The central business district in Hong Kong during a typhoon signal on September 1. While Asia is more insulated from the shakeout in the office market stemming from the drop in valuations, landlords and investors are under pressure to future-proof their properties. Photo: Bloomberg
The View
by Nicholas Spiro
The View
by Nicholas Spiro

Even in office-oriented Asia, hybrid working is taking root

  • In markets like Hong Kong and Singapore, pandemic-induced disruption in real estate has been less severe and office leasing activity remains strong
  • But with falling transaction volumes in the Asian office sector, hybrid working is a trend occupiers, landlords and investors must take more seriously
Spot the symbolism. Last month, Zoom Video Communications, whose video conferencing software facilitated the switch to remote work during the pandemic, called its workers back to the office. The company told employees who live within 50 miles (80km) of one of its locations that they must be on-site at least two days a week.

Other big technology companies that benefited from the mass experiment in homeworking, such as Google and Amazon, are seeking to enforce mandates that staff spend at least three days a week in the office. In the financial services industry, Wall Street firms such as Goldman Sachs are insisting its employees work in the office five days a week.

Three-and-a-half years after the pandemic erupted, the office-home balance is shifting back towards in-person work. Yet, tensions between employers and their staff are acute, particularly in the United States where office occupancy rates are the lowest – the average rate among 10 major markets stood at just 47 per cent at the start of this month, data from Kastle Systems shows – and the return-to-work debate is the most polarised.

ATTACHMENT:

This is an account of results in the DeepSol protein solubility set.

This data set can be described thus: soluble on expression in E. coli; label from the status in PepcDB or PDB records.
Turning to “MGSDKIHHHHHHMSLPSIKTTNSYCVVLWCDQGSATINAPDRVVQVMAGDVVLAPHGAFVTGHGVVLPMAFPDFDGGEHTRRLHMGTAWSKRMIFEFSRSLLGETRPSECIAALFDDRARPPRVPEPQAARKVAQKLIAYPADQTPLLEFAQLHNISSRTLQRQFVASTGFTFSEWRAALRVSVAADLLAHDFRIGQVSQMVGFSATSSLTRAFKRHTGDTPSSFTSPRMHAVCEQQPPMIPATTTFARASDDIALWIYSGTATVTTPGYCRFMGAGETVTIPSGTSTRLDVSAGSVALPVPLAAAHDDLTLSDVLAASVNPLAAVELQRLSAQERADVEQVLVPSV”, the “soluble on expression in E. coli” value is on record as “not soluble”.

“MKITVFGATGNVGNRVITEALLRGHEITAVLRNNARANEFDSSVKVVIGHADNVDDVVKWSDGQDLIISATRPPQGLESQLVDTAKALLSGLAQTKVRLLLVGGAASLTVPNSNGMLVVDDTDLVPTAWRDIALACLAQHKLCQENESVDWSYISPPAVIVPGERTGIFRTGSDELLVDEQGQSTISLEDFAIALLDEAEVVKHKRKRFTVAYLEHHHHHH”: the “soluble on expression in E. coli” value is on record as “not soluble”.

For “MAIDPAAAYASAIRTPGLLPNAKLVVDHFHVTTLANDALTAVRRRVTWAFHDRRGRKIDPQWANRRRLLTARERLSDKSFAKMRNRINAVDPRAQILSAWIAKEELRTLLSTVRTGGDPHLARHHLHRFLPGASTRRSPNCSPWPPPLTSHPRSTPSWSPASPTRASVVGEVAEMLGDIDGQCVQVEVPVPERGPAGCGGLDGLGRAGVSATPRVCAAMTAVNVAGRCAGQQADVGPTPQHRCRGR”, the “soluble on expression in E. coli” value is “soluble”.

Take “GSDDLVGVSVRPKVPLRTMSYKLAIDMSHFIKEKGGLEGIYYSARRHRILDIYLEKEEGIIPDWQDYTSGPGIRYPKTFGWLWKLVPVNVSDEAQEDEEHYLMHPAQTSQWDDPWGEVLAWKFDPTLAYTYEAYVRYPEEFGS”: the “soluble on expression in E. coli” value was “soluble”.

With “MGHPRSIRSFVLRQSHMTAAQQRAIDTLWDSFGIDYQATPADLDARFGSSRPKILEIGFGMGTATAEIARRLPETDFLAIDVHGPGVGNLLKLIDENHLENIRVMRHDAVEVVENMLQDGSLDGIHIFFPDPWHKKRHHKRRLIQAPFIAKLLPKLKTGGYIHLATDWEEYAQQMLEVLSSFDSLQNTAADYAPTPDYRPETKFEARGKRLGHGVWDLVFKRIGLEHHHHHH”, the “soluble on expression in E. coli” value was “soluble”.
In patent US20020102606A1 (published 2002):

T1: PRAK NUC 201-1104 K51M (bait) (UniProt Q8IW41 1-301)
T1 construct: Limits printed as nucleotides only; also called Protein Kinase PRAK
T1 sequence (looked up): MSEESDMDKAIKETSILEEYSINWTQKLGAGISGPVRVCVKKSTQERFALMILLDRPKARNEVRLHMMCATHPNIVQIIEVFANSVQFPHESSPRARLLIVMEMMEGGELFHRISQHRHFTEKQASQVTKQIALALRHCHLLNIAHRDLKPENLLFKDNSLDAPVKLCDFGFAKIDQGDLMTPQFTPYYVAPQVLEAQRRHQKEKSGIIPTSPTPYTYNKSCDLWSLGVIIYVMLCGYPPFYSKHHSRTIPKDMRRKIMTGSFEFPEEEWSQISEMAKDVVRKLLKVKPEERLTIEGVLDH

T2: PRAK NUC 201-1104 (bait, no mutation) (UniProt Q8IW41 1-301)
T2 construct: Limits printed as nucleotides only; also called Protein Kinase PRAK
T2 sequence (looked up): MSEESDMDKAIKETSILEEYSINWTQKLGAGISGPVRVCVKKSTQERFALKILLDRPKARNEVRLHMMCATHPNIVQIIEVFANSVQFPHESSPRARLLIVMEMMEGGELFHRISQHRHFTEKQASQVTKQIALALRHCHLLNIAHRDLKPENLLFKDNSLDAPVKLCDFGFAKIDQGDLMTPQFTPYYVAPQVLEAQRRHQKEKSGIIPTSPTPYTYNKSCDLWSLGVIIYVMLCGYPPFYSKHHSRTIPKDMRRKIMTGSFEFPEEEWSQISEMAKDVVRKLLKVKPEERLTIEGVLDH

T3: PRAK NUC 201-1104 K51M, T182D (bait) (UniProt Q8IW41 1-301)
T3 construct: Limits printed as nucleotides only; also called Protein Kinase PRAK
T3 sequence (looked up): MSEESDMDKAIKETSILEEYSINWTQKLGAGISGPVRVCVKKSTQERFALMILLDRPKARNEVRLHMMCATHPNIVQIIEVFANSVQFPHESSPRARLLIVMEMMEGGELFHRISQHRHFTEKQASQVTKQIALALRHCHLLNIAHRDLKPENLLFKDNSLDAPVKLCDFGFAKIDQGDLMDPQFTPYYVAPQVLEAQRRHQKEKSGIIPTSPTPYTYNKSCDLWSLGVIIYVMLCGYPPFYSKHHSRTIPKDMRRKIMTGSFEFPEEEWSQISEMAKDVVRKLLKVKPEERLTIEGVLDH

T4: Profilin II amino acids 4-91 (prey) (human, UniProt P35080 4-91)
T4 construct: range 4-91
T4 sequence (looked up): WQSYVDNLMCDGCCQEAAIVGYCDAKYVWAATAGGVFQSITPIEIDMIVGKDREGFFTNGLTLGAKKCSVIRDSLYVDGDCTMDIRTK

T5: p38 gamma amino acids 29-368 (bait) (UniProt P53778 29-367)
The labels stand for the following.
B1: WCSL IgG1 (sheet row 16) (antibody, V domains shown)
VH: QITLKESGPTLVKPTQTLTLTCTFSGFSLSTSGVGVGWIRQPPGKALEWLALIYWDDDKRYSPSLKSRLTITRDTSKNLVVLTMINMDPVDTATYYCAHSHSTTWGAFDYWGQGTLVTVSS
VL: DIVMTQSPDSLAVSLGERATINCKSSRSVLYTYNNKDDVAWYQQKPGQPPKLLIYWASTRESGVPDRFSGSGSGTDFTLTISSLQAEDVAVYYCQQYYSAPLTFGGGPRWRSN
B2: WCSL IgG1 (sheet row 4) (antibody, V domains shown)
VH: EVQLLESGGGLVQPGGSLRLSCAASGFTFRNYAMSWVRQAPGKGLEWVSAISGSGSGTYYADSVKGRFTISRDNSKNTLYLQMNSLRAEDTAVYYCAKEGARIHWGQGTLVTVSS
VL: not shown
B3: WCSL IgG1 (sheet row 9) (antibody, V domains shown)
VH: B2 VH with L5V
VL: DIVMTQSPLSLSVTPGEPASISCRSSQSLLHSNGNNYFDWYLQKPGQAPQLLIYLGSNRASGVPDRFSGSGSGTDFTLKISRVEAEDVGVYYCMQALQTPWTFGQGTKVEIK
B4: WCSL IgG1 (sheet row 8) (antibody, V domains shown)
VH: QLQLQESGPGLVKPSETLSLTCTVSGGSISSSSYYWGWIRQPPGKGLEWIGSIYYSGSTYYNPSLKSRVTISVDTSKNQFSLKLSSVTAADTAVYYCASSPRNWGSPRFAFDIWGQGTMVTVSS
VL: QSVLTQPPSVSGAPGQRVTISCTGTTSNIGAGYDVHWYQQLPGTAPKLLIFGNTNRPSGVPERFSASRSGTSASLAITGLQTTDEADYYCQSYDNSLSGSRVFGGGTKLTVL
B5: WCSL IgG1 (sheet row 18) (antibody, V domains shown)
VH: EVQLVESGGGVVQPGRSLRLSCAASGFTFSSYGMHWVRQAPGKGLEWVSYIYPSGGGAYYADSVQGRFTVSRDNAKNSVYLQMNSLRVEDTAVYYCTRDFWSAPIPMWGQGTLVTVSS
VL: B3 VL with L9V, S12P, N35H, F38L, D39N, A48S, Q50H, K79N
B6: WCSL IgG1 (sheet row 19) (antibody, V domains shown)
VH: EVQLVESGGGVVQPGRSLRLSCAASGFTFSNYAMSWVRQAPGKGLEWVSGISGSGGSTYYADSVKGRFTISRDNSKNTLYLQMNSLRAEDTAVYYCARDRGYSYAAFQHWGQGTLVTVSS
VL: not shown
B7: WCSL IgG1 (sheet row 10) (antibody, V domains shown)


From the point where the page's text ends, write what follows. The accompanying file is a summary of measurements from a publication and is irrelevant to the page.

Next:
While there is a strong consensus that both fully remote work and enforced five-days-a-week in-person work are unworkable, there is little agreement about what a hybrid model – a combination of office days and remote days – means in practice, much less about how to define performance measures. There is also a lot of uncertainty over what hybrid working means for future demand for office space – a sensitive issue in financial markets given concerns about the office sector.

In Asia, pandemic-induced disruption in the real estate industry has been less severe, minimising the impact of the behavioural changes in the way people live, work and play. According to data published by JLL in May, office re-entry rates in Shanghai, Beijing and Seoul have returned to pre-pandemic levels. In Hong Kong and Singapore, they were only 5 to 10 per cent below 2019 levels.

Employees work on laptops in a common area at Google’s Asia-Pacific headquarters in Singapore. Tech giants such as Google are asking workers to be in the office three days a week. Photo: Bloomberg

A confluence of factors – smaller and often multigenerational households, more conservative corporate cultures and, crucially, employees’ stronger attachment to office life – have worked against homeworking.